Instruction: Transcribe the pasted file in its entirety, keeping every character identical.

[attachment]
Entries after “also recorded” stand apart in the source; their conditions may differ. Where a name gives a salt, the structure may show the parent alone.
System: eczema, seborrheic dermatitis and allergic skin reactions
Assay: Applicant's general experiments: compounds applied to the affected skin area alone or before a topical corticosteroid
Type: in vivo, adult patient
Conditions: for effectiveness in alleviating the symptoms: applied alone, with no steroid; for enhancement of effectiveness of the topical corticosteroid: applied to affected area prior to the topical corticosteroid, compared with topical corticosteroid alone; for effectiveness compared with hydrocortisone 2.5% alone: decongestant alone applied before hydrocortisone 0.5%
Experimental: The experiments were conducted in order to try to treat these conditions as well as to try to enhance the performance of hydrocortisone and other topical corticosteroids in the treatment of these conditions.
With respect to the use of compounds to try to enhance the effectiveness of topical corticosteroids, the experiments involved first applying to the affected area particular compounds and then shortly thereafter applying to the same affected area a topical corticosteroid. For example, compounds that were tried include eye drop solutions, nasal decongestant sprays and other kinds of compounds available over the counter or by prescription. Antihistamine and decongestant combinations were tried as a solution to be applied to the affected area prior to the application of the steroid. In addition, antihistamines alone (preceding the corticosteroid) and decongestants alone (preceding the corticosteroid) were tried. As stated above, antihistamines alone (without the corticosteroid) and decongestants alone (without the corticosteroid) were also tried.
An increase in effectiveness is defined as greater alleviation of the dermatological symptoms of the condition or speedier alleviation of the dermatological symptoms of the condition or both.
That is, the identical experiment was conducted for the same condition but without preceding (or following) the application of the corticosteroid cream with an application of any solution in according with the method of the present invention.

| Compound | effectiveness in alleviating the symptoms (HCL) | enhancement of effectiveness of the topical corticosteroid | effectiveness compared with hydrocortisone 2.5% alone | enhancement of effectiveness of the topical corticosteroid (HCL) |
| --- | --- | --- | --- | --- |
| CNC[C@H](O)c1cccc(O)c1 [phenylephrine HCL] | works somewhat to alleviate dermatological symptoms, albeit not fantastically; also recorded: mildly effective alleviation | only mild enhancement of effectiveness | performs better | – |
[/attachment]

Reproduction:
Entries after “also recorded” stand apart in the source; their conditions may differ. Where a name gives a salt, the structure may show the parent alone.
System: eczema, seborrheic dermatitis and allergic skin reactions
Assay: Applicant's general experiments: compounds applied to the affected skin area alone or before a topical corticosteroid
Type: in vivo, adult patient
Conditions: for effectiveness in alleviating the symptoms: applied alone, with no steroid; for enhancement of effectiveness of the topical corticosteroid: applied to affected area prior to the topical corticosteroid, compared with topical corticosteroid alone; for effectiveness compared with hydrocortisone 2.5% alone: decongestant alone applied before hydrocortisone 0.5%
Experimental: The experiments were conducted in order to try to treat these conditions as well as to try to enhance the performance of hydrocortisone and other topical corticosteroids in the treatment of these conditions.
With respect to the use of compounds to try to enhance the effectiveness of topical corticosteroids, the experiments involved first applying to the affected area particular compounds and then shortly thereafter applying to the same affected area a topical corticosteroid. For example, compounds that were tried include eye drop solutions, nasal decongestant sprays and other kinds of compounds available over the counter or by prescription. Antihistamine and decongestant combinations were tried as a solution to be applied to the affected area prior to the application of the steroid. In addition, antihistamines alone (preceding the corticosteroid) and decongestants alone (preceding the corticosteroid) were tried. As stated above, antihistamines alone (without the corticosteroid) and decongestants alone (without the corticosteroid) were also tried.
An increase in effectiveness is defined as greater alleviation of the dermatological symptoms of the condition or speedier alleviation of the dermatological symptoms of the condition or both.
That is, the identical experiment was conducted for the same condition but without preceding (or following) the application of the corticosteroid cream with an application of any solution in according with the method of the present invention.

| Compound | effectiveness in alleviating the symptoms (HCL) | enhancement of effectiveness of the topical corticosteroid | effectiveness compared with hydrocortisone 2.5% alone | enhancement of effectiveness of the topical corticosteroid (HCL) |
| --- | --- | --- | --- | --- |
| CNC[C@H](O)c1cccc(O)c1 [phenylephrine HCL] | works somewhat to alleviate dermatological symptoms, albeit not fantastically; also recorded: mildly effective alleviation | only mild enhancement of effectiveness | performs better | – |